Sight words are such an important part of reading and writing development. When I was in the classroom, I made it a point to integrate them into my daily lessons and embed them into our everyday activities. One of my favorite ways to encourage children to learn their sight words was through the use of simple sight word lists  the children could use for self assessment and as a resource during writing and reading.

TOP sight word lists free printables


One of the most important ways to encourage sight word development is to repeat, repeat, repeat. Integrating sight words into everyday play, classroom activities and lessons at home are great ways to help your children gain sight word knowledge and make the connection between the abstract and the concrete. Today, I am over at Melissa & Doug sharing some really fun ways to use stamps to practice sight word fun. You won’t want to miss how we integrate sensory and sight word play!

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Everywhere you look, you can find sight word lists to use with your children. You will find color words, shape words, themed words, and spelling word lists. The two most popular sets of sight word lists are Fry and Dolch sight word lists, both of which are excellent resources for teachers and parents looking to decide where to start and assess what their students already know.

When I was in the classoom, however, I always noticed that when my students went to use their lists, they always had trouble finding the word they needed. That’s because both Fry and Dolch lists are organized by frequency in the English Language and by use, which is amazing. However it doesn’t really make sense to a first grader looking for “where” as they edit their writing.

That’s why I have made a list of 100 beginning sight words that you will find in alphabetical order. Finding a word your child needs in their writing should be easy and organized, now.

100 sight words free printable

Click to download

You might be wondering what the small lettering is on the bottom. One of my favorite parts of teaching was doing student led conferences. This meant that I began the year, teaching my students how to set goals and how to track them. Each child would get a printed sight word list and together, we would count how many words they knew. We set goals together and then tracked the growth for the year, writing down the new number each quarter.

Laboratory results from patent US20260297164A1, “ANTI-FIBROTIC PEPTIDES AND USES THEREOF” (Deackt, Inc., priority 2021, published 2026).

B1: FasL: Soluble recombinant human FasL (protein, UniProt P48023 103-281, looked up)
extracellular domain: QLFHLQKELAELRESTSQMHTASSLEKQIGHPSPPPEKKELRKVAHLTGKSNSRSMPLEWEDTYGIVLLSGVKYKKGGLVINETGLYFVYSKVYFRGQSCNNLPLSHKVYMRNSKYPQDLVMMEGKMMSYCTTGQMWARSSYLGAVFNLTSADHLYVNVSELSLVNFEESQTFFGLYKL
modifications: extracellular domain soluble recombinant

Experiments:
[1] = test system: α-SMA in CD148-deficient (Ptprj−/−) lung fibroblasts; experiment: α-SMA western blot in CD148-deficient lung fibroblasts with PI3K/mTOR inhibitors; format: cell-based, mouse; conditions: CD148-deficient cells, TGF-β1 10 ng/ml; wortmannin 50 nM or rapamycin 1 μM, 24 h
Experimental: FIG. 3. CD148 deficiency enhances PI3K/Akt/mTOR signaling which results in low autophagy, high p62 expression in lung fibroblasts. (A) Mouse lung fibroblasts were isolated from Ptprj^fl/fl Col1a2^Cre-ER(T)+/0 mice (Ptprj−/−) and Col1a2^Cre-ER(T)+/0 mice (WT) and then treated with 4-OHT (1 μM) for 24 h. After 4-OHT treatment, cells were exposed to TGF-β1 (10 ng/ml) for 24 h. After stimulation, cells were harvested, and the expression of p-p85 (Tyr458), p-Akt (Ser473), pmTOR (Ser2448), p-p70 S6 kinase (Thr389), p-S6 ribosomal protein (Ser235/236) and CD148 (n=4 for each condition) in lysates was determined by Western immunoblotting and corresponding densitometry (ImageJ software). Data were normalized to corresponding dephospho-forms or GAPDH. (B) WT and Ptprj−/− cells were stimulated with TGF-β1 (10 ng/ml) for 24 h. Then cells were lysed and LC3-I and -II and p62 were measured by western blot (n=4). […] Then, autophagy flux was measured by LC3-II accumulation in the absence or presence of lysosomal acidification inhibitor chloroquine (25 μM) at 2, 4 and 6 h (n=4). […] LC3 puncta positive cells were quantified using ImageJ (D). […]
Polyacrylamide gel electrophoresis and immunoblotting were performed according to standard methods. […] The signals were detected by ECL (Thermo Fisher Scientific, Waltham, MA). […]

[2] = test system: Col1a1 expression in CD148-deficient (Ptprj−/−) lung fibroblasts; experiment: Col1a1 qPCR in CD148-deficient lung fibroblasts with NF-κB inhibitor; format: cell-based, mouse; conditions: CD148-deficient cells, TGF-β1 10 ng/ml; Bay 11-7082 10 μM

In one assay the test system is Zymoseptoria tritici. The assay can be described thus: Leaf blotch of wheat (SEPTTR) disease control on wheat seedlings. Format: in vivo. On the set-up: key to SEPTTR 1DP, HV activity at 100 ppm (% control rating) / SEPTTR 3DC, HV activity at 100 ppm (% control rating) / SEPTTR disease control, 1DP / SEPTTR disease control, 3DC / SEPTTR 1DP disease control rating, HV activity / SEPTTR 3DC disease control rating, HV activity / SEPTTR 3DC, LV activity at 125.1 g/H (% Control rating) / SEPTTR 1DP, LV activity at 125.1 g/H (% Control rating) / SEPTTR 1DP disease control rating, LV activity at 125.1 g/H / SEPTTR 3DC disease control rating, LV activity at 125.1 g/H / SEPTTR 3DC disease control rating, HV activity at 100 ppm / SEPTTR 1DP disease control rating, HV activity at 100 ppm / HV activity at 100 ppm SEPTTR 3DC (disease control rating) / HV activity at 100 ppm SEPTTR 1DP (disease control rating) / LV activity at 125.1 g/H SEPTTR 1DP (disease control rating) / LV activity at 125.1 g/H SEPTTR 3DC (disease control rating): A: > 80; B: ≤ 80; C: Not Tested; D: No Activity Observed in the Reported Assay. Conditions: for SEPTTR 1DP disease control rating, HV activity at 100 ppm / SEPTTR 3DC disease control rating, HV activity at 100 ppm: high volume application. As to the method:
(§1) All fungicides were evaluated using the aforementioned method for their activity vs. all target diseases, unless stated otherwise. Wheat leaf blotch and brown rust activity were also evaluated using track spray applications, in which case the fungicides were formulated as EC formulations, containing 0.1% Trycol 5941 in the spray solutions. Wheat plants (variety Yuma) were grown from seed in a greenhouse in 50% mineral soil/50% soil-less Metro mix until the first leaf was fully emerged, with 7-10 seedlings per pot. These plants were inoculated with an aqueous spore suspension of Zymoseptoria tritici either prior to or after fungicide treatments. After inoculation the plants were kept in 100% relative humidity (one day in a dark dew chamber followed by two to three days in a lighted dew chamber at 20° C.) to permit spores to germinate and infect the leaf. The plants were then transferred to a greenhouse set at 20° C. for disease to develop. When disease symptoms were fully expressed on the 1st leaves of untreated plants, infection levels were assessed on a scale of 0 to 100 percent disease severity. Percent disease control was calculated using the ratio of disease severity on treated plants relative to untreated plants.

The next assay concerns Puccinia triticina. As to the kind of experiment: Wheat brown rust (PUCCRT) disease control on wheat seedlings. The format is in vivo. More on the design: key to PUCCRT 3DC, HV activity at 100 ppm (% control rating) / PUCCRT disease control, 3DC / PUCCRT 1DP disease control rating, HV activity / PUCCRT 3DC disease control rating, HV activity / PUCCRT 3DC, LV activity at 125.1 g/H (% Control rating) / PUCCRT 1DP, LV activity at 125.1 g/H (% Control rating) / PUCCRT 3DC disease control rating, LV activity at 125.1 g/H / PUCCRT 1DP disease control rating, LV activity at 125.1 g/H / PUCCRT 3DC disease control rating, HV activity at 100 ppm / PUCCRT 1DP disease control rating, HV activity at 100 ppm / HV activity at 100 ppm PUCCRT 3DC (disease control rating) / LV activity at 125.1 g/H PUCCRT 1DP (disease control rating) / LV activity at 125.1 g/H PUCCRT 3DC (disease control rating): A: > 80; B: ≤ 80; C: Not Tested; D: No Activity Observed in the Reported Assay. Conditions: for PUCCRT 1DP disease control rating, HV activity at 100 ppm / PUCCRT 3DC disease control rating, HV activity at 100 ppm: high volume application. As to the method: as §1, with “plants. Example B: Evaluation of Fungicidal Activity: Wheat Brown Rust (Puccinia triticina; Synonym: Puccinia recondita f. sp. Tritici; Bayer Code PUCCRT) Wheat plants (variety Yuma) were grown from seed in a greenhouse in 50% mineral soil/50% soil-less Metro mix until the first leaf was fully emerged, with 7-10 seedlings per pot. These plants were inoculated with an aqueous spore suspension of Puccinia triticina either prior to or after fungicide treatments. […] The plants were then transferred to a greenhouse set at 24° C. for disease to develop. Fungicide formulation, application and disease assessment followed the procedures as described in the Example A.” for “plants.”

The children loved seeing the growth and watching the number of words read go up, up, up! It was great for the students that only could read 2 words coming in, and the students that could read most of the words (I hope to make another set of more advanced words soon… you have to tell me in the comments below if this is something you’d like to see.)

Self Assessment Sight Words

But wait, I’m not done… I wanted you to have a blank word list. The main reason is that all children are different. You might have one child extremely interested in trains and one interested in animals. These two children would need and know a very different set of sight words. This blank printable allows children to track the words they have learned that are not “traditional” sight words or that are not on their lists. It also allows them to have the words at their fingertips for word work, writing, and reading instruction.

BLANK Sight Word List (1)

Click to download


I hope this resource has been helpful for you and I hope you will click through to find out about the really fun sight word activities I am sharing at Melissa & Doug.  What is your favorite way to play and learn with sight words?  I can’t wait to see! Connect with me on FacebookTwitterGoogle+PinterestInstagram or subscribe by email so you don’t miss any of our next adventures.  I can’t wait to hear your ideas.


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7 thoughts on “TOP Sight Word Lists {FREE PRINTABLES}”

  1. Erin

    Hi there

    I stumbled accross your sight and thought to ask as you were a teacher and you now home school. My son is going to be 22 months at the end of August and he is a wonderful little fella. He is prgressing wodnerfully except for his language skills, he doesn’t talk yet. Speech therapists are pricey here and in South Africa we do not receive free speech classes. So i was just wanting to ask what we can do as we are trying so much to help him and what advice and tips you could give us possibly that can help him get to talking and where he needs to be.

    Thank you so very much for any assistance, we appreciate it greatly.

    Enjoy your day

    Kind regards

    1. Lemon Lime Adventures

      Try some simple language games with your little one. Make sure you try to join some facebook groups that specialize in language development to get ideas. If you need any further assistance, please let me know.

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